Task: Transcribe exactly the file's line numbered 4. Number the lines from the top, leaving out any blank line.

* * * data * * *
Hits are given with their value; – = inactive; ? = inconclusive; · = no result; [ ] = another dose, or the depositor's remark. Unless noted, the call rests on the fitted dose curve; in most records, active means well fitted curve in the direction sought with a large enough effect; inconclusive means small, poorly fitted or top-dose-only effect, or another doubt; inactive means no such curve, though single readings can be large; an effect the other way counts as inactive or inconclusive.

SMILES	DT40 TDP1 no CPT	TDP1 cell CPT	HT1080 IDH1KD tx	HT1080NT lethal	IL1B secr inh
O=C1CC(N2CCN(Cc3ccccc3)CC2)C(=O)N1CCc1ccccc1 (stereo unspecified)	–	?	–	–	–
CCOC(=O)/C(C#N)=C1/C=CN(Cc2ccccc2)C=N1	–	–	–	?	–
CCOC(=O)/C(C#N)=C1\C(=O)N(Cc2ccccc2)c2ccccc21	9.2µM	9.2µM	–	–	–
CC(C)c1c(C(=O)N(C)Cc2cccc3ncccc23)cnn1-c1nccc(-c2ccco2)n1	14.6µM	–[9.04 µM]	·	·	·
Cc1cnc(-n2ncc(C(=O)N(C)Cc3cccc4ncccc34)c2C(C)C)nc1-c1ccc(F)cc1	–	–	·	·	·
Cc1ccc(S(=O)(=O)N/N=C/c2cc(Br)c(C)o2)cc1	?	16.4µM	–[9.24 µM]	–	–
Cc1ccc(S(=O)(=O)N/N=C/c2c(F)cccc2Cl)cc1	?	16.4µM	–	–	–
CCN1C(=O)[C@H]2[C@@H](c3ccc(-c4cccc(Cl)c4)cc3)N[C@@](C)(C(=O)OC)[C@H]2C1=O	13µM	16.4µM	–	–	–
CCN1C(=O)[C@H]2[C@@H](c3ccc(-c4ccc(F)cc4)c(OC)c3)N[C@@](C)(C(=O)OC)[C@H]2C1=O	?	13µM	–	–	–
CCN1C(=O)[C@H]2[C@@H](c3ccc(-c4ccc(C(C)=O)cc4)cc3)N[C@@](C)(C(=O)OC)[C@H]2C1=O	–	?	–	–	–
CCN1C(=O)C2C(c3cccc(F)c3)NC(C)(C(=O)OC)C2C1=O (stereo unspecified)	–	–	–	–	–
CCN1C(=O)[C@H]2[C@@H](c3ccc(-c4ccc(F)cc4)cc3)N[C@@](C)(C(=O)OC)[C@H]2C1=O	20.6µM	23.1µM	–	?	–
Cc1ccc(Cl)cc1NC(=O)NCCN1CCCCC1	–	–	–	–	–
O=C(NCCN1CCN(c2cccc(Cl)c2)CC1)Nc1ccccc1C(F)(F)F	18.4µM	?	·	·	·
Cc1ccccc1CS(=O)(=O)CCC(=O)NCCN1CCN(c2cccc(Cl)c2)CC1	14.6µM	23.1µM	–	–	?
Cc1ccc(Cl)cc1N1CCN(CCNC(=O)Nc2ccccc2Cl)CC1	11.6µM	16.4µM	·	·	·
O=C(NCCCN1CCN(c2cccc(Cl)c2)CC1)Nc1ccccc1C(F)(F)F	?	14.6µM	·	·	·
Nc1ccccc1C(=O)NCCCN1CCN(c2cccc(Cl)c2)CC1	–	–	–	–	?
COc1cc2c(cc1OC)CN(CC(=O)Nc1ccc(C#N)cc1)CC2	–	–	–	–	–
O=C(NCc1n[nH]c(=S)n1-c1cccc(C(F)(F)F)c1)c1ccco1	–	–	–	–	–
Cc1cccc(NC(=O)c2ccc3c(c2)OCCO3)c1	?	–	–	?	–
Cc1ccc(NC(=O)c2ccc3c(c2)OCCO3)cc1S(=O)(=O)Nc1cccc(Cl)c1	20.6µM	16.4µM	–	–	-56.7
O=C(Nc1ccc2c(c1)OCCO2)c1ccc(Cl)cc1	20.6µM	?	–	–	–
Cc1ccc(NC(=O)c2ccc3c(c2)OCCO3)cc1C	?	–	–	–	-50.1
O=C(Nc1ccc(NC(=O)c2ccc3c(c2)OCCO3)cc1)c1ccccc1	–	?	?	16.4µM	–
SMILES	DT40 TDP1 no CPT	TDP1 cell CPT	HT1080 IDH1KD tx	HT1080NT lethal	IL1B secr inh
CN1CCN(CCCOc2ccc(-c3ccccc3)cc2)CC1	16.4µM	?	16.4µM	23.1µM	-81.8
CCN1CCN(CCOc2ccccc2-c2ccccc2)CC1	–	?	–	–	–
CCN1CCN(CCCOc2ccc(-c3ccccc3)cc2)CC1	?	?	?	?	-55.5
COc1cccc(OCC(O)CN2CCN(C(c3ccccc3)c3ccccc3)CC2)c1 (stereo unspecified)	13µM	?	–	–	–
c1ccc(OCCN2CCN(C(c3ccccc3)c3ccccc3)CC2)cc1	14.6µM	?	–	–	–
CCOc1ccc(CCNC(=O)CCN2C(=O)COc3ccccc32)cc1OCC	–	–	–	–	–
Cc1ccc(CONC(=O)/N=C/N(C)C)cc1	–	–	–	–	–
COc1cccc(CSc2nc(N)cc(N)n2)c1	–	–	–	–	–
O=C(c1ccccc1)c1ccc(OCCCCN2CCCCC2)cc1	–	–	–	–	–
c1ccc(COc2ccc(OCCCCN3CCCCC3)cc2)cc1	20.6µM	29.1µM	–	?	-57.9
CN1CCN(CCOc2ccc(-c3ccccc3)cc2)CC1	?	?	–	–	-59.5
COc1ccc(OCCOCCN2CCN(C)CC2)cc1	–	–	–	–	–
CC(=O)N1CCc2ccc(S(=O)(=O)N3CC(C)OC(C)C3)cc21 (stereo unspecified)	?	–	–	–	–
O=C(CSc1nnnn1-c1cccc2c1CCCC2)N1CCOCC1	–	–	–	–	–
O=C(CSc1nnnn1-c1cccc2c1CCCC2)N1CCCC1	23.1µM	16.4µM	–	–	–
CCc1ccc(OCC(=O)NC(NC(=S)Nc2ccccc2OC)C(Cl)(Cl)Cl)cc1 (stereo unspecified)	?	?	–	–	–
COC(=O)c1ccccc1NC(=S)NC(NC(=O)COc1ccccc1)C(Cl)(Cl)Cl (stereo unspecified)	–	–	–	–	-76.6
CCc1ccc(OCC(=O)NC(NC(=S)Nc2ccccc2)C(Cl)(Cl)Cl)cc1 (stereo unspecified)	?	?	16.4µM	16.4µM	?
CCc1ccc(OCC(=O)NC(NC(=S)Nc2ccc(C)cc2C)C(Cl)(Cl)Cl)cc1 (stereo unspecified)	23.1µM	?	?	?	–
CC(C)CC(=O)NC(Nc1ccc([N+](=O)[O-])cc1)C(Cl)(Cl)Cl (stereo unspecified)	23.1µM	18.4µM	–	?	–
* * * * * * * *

CCOC(=O)/C(C#N)=C1/C=CN(Cc2ccccc2)C=N1	–	–	–	?	–